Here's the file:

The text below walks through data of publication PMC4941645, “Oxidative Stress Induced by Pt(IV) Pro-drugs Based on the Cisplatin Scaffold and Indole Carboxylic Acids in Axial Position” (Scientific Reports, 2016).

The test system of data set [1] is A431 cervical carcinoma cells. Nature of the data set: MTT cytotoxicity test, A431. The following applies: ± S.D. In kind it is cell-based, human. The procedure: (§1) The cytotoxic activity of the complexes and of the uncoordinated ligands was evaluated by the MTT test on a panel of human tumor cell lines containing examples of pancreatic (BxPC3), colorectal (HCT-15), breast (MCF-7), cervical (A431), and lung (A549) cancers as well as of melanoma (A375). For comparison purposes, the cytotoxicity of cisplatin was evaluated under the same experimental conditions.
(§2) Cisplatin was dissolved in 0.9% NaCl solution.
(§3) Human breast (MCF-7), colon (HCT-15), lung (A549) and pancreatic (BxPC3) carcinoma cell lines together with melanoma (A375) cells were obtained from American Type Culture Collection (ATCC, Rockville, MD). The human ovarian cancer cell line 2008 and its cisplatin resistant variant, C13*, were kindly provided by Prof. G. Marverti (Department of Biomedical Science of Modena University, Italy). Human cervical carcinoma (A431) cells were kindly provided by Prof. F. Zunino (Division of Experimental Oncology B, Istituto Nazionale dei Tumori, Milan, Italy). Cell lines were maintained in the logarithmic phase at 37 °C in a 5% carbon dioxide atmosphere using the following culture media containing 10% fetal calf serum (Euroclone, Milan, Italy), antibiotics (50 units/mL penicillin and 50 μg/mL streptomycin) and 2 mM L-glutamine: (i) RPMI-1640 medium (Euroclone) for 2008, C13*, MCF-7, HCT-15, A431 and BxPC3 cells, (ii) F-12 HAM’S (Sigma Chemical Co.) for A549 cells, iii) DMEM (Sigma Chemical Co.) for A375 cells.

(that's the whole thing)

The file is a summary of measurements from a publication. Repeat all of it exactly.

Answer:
The text below walks through data of publication PMC4941645, “Oxidative Stress Induced by Pt(IV) Pro-drugs Based on the Cisplatin Scaffold and Indole Carboxylic Acids in Axial Position” (Scientific Reports, 2016).

The test system of data set [1] is A431 cervical carcinoma cells. Nature of the data set: MTT cytotoxicity test, A431. The following applies: ± S.D. In kind it is cell-based, human. The procedure: (§1) The cytotoxic activity of the complexes and of the uncoordinated ligands was evaluated by the MTT test on a panel of human tumor cell lines containing examples of pancreatic (BxPC3), colorectal (HCT-15), breast (MCF-7), cervical (A431), and lung (A549) cancers as well as of melanoma (A375). For comparison purposes, the cytotoxicity of cisplatin was evaluated under the same experimental conditions.
(§2) Cisplatin was dissolved in 0.9% NaCl solution.
(§3) Human breast (MCF-7), colon (HCT-15), lung (A549) and pancreatic (BxPC3) carcinoma cell lines together with melanoma (A375) cells were obtained from American Type Culture Collection (ATCC, Rockville, MD). The human ovarian cancer cell line 2008 and its cisplatin resistant variant, C13*, were kindly provided by Prof. G. Marverti (Department of Biomedical Science of Modena University, Italy). Human cervical carcinoma (A431) cells were kindly provided by Prof. F. Zunino (Division of Experimental Oncology B, Istituto Nazionale dei Tumori, Milan, Italy). Cell lines were maintained in the logarithmic phase at 37 °C in a 5% carbon dioxide atmosphere using the following culture media containing 10% fetal calf serum (Euroclone, Milan, Italy), antibiotics (50 units/mL penicillin and 50 μg/mL streptomycin) and 2 mM L-glutamine: (i) RPMI-1640 medium (Euroclone) for 2008, C13*, MCF-7, HCT-15, A431 and BxPC3 cells, (ii) F-12 HAM’S (Sigma Chemical Co.) for A549 cells, iii) DMEM (Sigma Chemical Co.) for A375 cells.